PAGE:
Types of Green Infrastructure evaluated under the study and their effectiveness in flood management:
The research investigated four types of Green Infrastructure in Ahmedabad, namely 1) Green-roofs, 2) Permeable Pavements, 3) Bio-retention Cells, and 4) Vegetative Swales. These are engineered structures designed with multiple layers of soil for the purpose of growing vegetation while also aiding retention, infiltration, and evapotranspiration, essential for the reduction of flood peaks and flood extents. The team evaluated and quantified the efficacy of these Green Infrastructure interventions based on rainwater runoff reduction factors, flood extent, and peak flood depth metrics. After carefully scrutinising the study area, the researchers used several metrics to compare the advantage/efficacy of one Green Infrastructure with another regarding their ability for peak flow reduction and flood volume reduction.
The findings show that even at a 24% application rate per sub-catchment area, Green Infrastructure interventions such as Green Roofs and Permeable Pavements do not exhibit a significant impact on peak flow, which contrasts with earlier studies suggesting flood volume reductions upto 96%.
The results underscore an essential point that the reduction in flooded areas does not directly result in a decrease in peak flood depth within the zones. This highlights the importance of considering variations in flood characteristics, such as depth and extent, when evaluating the efficacy of flood management strategies.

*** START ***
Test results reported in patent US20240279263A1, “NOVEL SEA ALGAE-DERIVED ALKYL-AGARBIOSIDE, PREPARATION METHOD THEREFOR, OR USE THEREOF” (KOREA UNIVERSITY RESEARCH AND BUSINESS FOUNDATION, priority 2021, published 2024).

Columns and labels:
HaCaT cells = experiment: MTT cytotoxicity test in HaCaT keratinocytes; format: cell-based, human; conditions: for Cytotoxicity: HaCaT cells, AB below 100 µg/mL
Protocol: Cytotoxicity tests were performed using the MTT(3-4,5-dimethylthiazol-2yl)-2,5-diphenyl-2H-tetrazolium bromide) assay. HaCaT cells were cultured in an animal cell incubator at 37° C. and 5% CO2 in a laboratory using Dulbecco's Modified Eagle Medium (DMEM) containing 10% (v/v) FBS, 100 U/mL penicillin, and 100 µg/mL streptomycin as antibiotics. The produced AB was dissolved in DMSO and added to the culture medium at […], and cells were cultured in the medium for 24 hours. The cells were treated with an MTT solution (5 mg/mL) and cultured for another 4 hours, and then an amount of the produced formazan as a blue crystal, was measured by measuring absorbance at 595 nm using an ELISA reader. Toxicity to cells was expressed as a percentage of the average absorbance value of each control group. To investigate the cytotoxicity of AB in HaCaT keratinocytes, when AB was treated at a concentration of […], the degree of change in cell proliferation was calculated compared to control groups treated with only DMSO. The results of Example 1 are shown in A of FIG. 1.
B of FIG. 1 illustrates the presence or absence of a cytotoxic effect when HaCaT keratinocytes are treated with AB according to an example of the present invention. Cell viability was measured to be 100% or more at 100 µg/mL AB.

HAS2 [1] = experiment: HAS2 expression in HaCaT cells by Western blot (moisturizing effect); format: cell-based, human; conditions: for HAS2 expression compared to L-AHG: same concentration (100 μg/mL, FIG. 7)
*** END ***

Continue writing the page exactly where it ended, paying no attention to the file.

Explaining the significance of this work, Prof Udit Bhatia, Assistant Professor of Civil Engineering at IITGN, said, “With accelerating urbanisation, flood risks are becoming increasingly pervasive. This study highlights the necessity for location-specific models that critically evaluate the effectiveness of flood mitigation strategies such as Green Infrastructure. Universal solutions are ill-suited to address the unique challenges posed by rapid urban growth and climate change.”
The results of this study reinforce the need to strengthen and expand our cities’ existing stormwater drainage systems to counter urban flood crises instead of relying on alternative pathways like Green Infrastructure.
Discussing the mainstream solution for this urban challenge, Prof Udit Bhatia says, “As cities grapple with the increasing incidence of urban flooding, conventional drainage systems, once the backbone of urban flood management, are frequently overwhelmed. This inadequacy is compounded by two critical factors: the rapid and extensive urbanisation that modifies land topography and disrupts existing drainage patterns and the escalating pressures from climate variability and change. Together, these forces render traditional infrastructure insufficient. And hence, we need to strengthen the conventional urban drainage systems and augment them along with green infrastructure solutions to ensure improved resilience against flooding and further environmental changes.”